By DASCHEL M. PHILLIPS
Hyde Park parents whose children attend The Children’s House of Miss Tammie (CHOMT), a Montessori School located inside the Hyde Park Neighborhood Club (HPNC) have started a letter writing campaign to keep the school from being moved out of the building. The school’s director was aware that her stay at the HPNC might be short-lived, according to the HPNC’s board president.
For the past six years CHOMT, a day school and after-school program that serves 2 to 6 year olds, has occupied one room that is about 500 sq. ft. in size at the HPNC, 5480 S. Kenwood Ave. Tammie Crutcher, the founder of CHOMT, said the board recently informed her that her program no longer suited the goals of the HPNC and she has until June 30 to leave the building.
Once parents were notified about the upcoming move, they began a letter writing campaign to keep the school at the HPNC.
“I am very distressed by the board’s decision to force Miss Tammie and Children’s House out of the building,” said Marjorie Marshall, in her letter to the HPNC board (see letters on page 4).
She said that her son Myles, who has attended CHOMT since 2010, has grown so much since he began in the program.
Marshall said CHMT is more than a day care: It is a place of learning.
“Miss Tammie’s school also fills the need for an autism curriculum, after-school education for sign language, and after-school care for kids who come to her from the neighboring schools,” Marshall said. “It is a source of affordable schooling for Hyde Park parents. Wherever Miss Tammie’s school re-locates, her students and their families will follow.”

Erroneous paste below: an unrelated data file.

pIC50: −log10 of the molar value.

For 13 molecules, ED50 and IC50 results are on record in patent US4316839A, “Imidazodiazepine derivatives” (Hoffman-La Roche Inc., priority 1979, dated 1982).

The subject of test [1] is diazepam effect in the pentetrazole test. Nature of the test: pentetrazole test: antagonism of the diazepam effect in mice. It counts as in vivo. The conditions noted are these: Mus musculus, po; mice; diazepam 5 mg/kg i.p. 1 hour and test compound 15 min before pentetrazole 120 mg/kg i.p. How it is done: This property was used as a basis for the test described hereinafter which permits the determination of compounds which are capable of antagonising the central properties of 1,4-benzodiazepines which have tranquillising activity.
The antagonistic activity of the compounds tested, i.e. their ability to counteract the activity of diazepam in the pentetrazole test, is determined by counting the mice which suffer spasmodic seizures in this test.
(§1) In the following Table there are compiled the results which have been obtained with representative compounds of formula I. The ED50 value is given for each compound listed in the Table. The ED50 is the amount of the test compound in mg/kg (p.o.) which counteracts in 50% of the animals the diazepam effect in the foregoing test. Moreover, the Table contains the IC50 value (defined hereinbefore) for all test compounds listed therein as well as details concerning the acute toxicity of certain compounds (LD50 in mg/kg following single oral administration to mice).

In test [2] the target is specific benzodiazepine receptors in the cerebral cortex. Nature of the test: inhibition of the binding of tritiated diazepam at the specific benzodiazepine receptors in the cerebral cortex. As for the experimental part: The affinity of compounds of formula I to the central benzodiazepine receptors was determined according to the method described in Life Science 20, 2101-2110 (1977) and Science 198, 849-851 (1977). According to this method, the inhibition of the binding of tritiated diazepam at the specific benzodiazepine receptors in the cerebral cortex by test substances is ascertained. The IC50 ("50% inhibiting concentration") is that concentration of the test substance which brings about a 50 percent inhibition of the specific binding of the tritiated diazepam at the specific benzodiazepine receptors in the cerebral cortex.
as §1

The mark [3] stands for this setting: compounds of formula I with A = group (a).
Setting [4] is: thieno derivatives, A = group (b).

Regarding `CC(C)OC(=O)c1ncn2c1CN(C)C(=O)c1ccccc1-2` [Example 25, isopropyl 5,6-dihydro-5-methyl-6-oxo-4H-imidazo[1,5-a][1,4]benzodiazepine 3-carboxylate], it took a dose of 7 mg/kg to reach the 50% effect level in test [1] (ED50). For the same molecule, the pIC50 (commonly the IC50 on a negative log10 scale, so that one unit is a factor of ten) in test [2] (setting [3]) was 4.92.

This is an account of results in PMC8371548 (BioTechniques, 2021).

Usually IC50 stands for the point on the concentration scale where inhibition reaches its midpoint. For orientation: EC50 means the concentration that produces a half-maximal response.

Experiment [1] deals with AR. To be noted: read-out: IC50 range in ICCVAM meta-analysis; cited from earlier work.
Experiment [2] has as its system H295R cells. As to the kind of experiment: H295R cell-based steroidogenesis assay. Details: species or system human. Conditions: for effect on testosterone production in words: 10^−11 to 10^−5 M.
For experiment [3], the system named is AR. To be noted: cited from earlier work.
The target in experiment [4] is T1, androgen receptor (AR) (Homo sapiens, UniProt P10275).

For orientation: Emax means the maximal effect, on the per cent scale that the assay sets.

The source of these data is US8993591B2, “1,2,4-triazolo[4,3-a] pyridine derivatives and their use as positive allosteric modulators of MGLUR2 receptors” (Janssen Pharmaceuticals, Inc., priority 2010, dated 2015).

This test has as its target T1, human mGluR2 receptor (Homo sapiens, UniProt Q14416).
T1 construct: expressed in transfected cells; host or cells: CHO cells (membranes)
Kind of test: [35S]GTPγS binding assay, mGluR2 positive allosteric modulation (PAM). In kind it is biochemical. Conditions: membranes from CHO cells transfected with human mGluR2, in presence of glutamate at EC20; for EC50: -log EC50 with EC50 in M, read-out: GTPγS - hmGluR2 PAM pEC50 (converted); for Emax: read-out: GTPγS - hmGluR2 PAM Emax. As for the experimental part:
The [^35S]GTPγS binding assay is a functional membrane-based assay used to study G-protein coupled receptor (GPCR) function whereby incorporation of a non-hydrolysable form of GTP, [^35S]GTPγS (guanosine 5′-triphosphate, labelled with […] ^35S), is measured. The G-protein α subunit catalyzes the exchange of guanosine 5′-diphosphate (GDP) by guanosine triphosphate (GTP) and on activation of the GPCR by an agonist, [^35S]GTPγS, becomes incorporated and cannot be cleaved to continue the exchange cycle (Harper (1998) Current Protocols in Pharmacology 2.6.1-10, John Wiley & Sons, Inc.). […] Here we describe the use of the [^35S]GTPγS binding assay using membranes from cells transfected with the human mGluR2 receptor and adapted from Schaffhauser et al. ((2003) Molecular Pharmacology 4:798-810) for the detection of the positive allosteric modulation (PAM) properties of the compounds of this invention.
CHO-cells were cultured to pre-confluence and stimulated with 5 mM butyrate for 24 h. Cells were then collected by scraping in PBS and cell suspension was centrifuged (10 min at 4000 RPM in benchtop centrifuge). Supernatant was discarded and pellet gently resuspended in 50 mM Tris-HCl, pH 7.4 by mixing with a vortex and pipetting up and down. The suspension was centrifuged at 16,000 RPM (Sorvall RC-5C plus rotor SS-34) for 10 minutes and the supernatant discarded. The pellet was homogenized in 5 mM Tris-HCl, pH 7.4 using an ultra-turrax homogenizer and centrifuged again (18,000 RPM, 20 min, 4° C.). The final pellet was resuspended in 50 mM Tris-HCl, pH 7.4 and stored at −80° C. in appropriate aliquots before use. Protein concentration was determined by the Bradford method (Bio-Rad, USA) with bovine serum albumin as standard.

CHOMT parent Erica Allen said she does not understand why a school that occupies such a small space but does so much has not been embraced by the HPNC.
“Miss Tammie welcomed my son into her school when he was at a very vulnerable place in his development,” Allen said, in her letter to the HPNC board. “His transformation, creativity and ability to articulate and interact with the world around him have been shaped by this very special school/alternative daycare.”
Allen said if the HPNC board members would have spoken to parents of CHOMT they would know the value of the program and “she would be signing a long-term lease with additional space to expand at HPNC.”
Margaret Guillory, who has twin daughter’s with autism, said her daughters have made great strides in communication and social awareness over the past seven months at CHOMT.
“Miss Tammie’s patience, experience and tireless dedication to reaching and engaging our girls has been truly inspiring and energizing for us as a family,” Guillory said, in her letter to the HPNC board.
Guillory said while the HPNC has the right to discontinue the school in its building, “in a political climate in which an unprecedented number of public schools are in jeopardy of being closed, it is sad to see our neighborhood club limiting educational opportunities rather than encouraging the diversity that is so essential to the development of all of our children.”